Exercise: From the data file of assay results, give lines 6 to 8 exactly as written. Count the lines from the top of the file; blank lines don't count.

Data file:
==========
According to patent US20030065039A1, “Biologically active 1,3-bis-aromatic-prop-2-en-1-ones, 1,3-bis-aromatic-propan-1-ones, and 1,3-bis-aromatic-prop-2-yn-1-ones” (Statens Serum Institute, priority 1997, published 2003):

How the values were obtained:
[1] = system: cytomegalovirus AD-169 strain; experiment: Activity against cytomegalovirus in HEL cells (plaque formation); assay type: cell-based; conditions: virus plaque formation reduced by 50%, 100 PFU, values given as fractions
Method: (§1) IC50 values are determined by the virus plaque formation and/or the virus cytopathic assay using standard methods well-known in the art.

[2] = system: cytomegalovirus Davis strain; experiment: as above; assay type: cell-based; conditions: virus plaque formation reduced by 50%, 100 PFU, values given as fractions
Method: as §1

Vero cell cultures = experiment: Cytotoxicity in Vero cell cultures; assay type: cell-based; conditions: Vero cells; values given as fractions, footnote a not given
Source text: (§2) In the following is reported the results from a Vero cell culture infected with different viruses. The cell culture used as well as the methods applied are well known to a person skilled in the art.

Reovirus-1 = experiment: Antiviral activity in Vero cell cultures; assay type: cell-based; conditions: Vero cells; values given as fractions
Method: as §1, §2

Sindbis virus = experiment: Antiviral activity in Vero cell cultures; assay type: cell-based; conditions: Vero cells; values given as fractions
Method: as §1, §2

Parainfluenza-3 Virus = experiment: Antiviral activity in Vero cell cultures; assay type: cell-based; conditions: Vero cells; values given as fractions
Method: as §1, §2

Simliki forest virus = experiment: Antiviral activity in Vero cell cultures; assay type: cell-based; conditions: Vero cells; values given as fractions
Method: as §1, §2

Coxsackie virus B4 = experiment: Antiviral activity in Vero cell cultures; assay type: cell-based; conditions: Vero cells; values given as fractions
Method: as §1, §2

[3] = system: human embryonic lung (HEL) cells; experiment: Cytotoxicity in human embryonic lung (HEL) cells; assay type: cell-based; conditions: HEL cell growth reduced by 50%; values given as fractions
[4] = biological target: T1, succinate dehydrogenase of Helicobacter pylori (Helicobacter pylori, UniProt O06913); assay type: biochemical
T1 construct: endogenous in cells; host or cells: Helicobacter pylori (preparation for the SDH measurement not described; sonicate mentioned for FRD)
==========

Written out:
Method: as §1

Vero cell cultures = experiment: Cytotoxicity in Vero cell cultures; assay type: cell-based; conditions: Vero cells; values given as fractions, footnote a not given
Source text: (§2) In the following is reported the results from a Vero cell culture infected with different viruses. The cell culture used as well as the methods applied are well known to a person skilled in the art.